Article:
Searching Library Catalogs
Use OskiCat to locate materials related to your topic, including books, government publications, and audio and video recordings, in the libraries of UC Berkeley. OskiCat will show you the location and availability of the items that we own. See the guide for suggestions on constructing your searches.
Use Melvyl to locate materials related to your topic located at other campuses in the UC system. Next Generation Melvyl also allows you to expand your search to libraries worldwide. Clicking on the REQUEST button in the detailed view of a catalog record prompt you to fill out a form to request the item through our Interlibrary Loan office.
OskiCat Searching Tips
- Search for author's name using the author search: Auster, Paul
- Search for topics using a keyword search: labyrinth and borges
- Use an asterisk as a wildcard: author* finds authority, authorship, etc.
- Limit results by language (Modify search)
- You can browse topics using the Subject links. To find secondary literature on a particular author, look for "criticism and interpretation" subject links such as these:
Where's the PDF?
Many article databases contain information about articles (citations or abstracts), not the entire text of the article. Once you've used an article database to find articles on your topic, you may need to use this button: in order to locate and read the full text of the article. The UC-eLinks button appears in nearly all the databases available from the UCB Library website.
UC-eLinks will link you to the online full text of an article if UCB has paid for online access; otherwise, UC-eLinks will help you locate a print copy on the shelf in the library. If UCB doesn't own the article in print or online format, UC-eLinks can also help you order a copy from another library.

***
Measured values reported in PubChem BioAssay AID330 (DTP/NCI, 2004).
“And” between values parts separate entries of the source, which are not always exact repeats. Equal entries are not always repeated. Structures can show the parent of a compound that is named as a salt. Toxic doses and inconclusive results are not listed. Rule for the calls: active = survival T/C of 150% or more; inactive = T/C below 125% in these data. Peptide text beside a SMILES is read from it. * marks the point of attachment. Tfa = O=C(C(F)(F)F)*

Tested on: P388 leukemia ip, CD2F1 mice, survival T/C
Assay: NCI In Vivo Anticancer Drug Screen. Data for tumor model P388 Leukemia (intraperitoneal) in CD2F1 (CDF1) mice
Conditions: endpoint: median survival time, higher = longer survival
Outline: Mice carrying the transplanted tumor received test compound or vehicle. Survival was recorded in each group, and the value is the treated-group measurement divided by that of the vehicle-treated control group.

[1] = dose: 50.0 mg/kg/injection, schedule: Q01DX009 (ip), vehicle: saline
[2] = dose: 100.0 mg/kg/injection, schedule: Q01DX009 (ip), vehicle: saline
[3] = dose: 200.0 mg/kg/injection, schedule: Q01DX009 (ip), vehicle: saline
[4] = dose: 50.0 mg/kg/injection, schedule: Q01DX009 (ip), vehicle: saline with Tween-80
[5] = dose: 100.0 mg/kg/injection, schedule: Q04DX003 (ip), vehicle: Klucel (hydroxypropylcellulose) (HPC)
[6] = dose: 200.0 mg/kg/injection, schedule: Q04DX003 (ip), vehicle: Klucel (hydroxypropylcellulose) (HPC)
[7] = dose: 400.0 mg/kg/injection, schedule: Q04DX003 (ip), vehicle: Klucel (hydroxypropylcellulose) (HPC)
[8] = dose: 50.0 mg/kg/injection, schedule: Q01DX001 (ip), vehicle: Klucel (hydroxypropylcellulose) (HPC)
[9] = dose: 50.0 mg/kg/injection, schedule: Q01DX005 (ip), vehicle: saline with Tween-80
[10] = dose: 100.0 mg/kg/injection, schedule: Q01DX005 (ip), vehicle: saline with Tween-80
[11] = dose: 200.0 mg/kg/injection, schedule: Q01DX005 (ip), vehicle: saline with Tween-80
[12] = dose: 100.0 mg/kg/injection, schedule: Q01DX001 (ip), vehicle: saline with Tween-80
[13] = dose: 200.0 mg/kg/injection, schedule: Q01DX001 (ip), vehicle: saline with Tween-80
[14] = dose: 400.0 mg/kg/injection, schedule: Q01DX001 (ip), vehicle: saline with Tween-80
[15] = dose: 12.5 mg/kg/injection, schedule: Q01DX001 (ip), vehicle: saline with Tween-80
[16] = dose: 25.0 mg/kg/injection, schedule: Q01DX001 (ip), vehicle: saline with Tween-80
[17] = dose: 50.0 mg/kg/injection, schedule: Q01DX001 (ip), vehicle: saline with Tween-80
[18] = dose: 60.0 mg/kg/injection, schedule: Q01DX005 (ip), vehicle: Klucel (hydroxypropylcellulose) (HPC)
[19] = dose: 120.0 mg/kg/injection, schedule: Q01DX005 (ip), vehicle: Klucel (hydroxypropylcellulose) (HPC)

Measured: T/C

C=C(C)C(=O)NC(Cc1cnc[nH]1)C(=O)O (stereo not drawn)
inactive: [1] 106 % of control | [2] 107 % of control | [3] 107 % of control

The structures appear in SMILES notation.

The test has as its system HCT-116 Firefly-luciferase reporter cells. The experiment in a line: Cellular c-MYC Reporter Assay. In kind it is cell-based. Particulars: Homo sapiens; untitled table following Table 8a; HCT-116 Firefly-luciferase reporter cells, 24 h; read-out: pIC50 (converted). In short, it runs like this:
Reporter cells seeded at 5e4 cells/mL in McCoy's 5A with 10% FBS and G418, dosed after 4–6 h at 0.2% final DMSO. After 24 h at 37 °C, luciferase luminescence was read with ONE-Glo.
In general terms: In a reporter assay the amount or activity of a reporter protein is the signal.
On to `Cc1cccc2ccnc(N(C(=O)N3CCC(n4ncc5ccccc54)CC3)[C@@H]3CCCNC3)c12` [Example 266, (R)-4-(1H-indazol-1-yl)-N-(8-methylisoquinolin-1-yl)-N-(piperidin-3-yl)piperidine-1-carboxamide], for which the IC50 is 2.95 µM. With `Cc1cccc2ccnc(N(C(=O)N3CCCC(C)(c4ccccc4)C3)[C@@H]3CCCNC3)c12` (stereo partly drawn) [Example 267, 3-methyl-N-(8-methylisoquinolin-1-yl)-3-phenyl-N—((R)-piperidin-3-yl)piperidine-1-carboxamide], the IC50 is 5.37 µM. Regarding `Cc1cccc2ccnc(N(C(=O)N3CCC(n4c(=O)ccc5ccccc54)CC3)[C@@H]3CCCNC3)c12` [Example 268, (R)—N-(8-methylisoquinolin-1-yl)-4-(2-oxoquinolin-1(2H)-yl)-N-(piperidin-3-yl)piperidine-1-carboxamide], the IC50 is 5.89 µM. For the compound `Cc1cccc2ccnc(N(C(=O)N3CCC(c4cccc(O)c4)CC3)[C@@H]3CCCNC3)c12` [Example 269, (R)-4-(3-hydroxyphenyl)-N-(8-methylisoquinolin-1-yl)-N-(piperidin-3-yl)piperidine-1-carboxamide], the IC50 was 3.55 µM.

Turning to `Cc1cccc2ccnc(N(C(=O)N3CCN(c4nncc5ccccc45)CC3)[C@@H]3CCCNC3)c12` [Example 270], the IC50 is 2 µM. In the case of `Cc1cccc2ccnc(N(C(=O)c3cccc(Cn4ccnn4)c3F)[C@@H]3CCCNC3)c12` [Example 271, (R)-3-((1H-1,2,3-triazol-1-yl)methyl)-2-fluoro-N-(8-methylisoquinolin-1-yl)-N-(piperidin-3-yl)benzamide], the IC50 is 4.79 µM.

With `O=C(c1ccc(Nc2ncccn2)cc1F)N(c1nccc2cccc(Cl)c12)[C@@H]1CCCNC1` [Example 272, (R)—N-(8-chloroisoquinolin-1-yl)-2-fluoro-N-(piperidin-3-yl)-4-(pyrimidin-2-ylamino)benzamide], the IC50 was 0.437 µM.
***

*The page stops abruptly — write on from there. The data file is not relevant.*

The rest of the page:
For more information, watch this video tutorial (about 4 min.)
You can also set up UC-eLinks to work with Google Scholar. For more information, watch this 40-second demo.
Doing good research requires different skills than searching. Searching online encourages ways of thinking that can create false expectations and poor research results. Here are a few tips:
- Slow down.
- Look at the advanced search page
- Iterative searching
- Learn from the search results
- Too many results? Too few?
- Look at citations from good sources
- Various keywords
- Various subjects
- Multiple databases (information silos!)
Critically Analyzing Information Sources (Cornell)
Searching for scholarly sources
- choose the right database
- limit results to "peer-reviewed" sources
Finding Article Databases
Search an article database to find citations (title, author, title of journal, date, page numbers) for articles on a particular topic. The Library gives you access to over 200 article databases covering different disciplines.
1. Think about which academic disciplines might write about your topic. Examples: literature, film, anthropology, history...
2. Find the appropriate article database by subject (academic discipline or department). Look for "Recommended" databases.
Library home > Articles > Article Databases by Subject
3. OR, to find newspaper databases:
Library home > Articles > News Article Databases
Academic Search Complete
A multidisciplinary index to articles in more than 10,900 journals and other publications in English, Spanish, German, French, Italian and Portuguese; full-text is available for over 5300 journals.
Major US newspapers are digitized in this resource. Provides both current and historical content.
Includes over 6,000 individual titles of international, national and local newspapers and wire services.